Given that you created a Careers profile, and that a message was sent to you1 based on your profile2, I think the messages would fail both criteria. It is wrong to use a "report spam" mechanism to handle messages that are not truly spam.

Think of all the headaches caused for mailinglists by the people who find it easier to click "Report spam" instead of "Unsubscribe".

1: The issue of mis-addressed mail would certainly fit into the spam criteria, but NickLarsen has already addressed that.
2: There is no shortage of people who don't communicate properly - including employers who are interested in your profile but think a canned response is sufficient.

  • 1
    So, how would you class an employer who just sends these emails indiscriminately, whether your profile fits their needs or not?
    – Oded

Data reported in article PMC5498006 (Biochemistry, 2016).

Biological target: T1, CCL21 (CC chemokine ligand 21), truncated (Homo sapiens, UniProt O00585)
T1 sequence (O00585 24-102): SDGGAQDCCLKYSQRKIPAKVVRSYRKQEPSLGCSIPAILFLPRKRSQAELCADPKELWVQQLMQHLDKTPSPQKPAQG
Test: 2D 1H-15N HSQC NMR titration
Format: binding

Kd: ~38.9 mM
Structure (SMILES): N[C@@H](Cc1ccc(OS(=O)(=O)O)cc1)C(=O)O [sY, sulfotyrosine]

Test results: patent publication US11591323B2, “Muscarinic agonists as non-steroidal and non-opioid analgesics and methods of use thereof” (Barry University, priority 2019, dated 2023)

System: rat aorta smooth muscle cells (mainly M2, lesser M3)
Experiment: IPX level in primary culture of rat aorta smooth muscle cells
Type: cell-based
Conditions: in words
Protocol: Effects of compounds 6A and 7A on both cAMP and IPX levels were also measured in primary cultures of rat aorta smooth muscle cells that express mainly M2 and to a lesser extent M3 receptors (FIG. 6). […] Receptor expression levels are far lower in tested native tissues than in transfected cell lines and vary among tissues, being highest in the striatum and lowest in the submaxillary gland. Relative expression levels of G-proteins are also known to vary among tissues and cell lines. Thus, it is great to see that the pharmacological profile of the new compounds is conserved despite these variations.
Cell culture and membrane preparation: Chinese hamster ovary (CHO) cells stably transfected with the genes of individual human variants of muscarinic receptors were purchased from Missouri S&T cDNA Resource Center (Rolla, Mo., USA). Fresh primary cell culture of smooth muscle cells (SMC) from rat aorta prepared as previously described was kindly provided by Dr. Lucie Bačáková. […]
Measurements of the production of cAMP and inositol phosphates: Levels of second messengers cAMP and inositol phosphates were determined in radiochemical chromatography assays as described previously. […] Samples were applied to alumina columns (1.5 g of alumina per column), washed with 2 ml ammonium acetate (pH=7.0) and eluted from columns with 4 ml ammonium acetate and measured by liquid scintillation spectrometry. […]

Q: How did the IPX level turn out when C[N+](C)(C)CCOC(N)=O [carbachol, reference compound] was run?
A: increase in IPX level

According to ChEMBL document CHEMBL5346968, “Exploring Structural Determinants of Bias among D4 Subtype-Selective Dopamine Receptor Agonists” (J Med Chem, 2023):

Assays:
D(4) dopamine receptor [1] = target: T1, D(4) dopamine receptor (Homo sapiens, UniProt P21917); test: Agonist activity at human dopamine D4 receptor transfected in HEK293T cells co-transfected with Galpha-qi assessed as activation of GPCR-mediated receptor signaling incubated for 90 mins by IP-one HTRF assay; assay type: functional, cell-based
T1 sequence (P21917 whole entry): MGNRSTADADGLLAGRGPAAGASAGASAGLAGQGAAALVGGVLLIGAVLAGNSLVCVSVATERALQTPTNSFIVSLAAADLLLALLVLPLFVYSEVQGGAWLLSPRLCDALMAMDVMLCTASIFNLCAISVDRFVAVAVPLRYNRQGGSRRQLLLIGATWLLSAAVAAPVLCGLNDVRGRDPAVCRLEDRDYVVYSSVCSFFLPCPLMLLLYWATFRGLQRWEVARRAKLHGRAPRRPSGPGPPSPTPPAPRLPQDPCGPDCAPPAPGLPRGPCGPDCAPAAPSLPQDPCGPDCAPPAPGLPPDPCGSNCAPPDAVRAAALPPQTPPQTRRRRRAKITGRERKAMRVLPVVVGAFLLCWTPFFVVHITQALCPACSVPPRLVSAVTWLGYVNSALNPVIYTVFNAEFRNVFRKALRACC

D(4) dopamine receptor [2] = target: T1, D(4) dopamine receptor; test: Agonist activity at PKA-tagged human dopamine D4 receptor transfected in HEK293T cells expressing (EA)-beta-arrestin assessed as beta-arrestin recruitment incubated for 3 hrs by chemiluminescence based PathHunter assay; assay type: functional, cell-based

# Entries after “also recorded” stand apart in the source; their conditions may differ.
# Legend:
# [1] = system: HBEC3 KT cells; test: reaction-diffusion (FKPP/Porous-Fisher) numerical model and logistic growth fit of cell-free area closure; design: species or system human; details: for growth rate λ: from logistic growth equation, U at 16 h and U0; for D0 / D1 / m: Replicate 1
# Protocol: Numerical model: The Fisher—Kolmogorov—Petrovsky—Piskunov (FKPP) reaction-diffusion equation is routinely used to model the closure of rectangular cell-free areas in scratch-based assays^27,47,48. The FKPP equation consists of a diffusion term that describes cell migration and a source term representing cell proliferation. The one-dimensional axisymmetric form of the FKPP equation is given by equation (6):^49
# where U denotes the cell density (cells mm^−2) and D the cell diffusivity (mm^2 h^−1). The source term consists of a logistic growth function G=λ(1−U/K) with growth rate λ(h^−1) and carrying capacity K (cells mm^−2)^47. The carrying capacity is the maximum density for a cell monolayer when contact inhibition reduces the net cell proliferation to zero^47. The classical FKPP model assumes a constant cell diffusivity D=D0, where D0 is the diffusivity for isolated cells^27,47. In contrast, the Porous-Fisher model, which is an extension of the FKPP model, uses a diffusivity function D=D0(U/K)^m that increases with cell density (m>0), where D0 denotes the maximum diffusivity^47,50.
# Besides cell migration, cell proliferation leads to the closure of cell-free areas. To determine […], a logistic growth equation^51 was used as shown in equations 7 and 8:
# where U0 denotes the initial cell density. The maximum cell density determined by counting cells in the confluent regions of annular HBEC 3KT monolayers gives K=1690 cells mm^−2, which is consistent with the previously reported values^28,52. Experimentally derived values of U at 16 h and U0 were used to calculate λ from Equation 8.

Nov 12, 2011 at 18:44
  • @Oded If they truly are carpet-bombing applicants, I would imagine it would be visible to the SE people on the backend (they seem very fond of metrics at every level on these sites). If they aren't, but they also are sending crappy form-letter type messages, well ... they just suck, block 'em.
    – Farray
    Nov 12, 2011 at 18:46
  • It reminds me of writing a letter to your senator and getting the form letter back. Did they actually read your letter or not? You'll never know.
    – Farray
    Nov 12, 2011 at 18:47

So far I've done fine reporting odd/spammy e-mails or employers that are somehow 'wrong' (I've contacted support 3 times on this sort of thing) to the support e-mail address. They are usually pretty quick to take a look and deal appropriately.

I'm not sure we need TOO much better of a system than reporting to support, because these guys have to pay money to get onto careers, and my understand is that if they violate the rules, they don't get their money back. As long as we report quickly when they screw up, (and only when they screw up), then support should be able to keep up OK, and they aren't going to want to lose more money too quickly.